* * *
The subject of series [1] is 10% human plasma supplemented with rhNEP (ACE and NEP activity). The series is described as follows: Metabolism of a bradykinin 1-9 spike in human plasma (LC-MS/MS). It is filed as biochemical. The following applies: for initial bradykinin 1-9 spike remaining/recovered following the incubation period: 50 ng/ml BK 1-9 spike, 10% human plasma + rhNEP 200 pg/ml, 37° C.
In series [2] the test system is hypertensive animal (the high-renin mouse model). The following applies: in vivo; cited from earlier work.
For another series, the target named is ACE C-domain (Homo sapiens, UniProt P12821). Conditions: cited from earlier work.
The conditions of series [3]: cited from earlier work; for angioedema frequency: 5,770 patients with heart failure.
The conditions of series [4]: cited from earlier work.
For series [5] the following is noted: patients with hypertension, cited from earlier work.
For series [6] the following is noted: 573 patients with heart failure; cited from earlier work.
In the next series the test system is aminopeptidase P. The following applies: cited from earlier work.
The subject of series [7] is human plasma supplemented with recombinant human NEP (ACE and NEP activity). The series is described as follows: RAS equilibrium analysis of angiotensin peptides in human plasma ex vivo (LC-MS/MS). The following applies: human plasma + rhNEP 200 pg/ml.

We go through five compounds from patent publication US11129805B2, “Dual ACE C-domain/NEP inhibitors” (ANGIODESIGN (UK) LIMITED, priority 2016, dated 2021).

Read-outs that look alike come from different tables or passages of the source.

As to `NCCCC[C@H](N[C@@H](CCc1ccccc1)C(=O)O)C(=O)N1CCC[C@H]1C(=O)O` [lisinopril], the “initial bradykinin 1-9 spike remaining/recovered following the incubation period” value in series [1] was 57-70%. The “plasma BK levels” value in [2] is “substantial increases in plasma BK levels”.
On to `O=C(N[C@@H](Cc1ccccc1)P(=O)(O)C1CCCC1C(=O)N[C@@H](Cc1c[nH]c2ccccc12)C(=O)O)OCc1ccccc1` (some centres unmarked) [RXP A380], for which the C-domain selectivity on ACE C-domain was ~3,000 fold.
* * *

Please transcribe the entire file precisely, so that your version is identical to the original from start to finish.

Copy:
The subject of series [1] is 10% human plasma supplemented with rhNEP (ACE and NEP activity). The series is described as follows: Metabolism of a bradykinin 1-9 spike in human plasma (LC-MS/MS). It is filed as biochemical. The following applies: for initial bradykinin 1-9 spike remaining/recovered following the incubation period: 50 ng/ml BK 1-9 spike, 10% human plasma + rhNEP 200 pg/ml, 37° C.
In series [2] the test system is hypertensive animal (the high-renin mouse model). The following applies: in vivo; cited from earlier work.
For another series, the target named is ACE C-domain (Homo sapiens, UniProt P12821). Conditions: cited from earlier work.
The conditions of series [3]: cited from earlier work; for angioedema frequency: 5,770 patients with heart failure.
The conditions of series [4]: cited from earlier work.
For series [5] the following is noted: patients with hypertension, cited from earlier work.
For series [6] the following is noted: 573 patients with heart failure; cited from earlier work.
In the next series the test system is aminopeptidase P. The following applies: cited from earlier work.
The subject of series [7] is human plasma supplemented with recombinant human NEP (ACE and NEP activity). The series is described as follows: RAS equilibrium analysis of angiotensin peptides in human plasma ex vivo (LC-MS/MS). The following applies: human plasma + rhNEP 200 pg/ml.

We go through five compounds from patent publication US11129805B2, “Dual ACE C-domain/NEP inhibitors” (ANGIODESIGN (UK) LIMITED, priority 2016, dated 2021).

Read-outs that look alike come from different tables or passages of the source.

As to `NCCCC[C@H](N[C@@H](CCc1ccccc1)C(=O)O)C(=O)N1CCC[C@H]1C(=O)O` [lisinopril], the “initial bradykinin 1-9 spike remaining/recovered following the incubation period” value in series [1] was 57-70%. The “plasma BK levels” value in [2] is “substantial increases in plasma BK levels”.
On to `O=C(N[C@@H](Cc1ccccc1)P(=O)(O)C1CCCC1C(=O)N[C@@H](Cc1c[nH]c2ccccc12)C(=O)O)OCc1ccccc1` (some centres unmarked) [RXP A380], for which the C-domain selectivity on ACE C-domain was ~3,000 fold.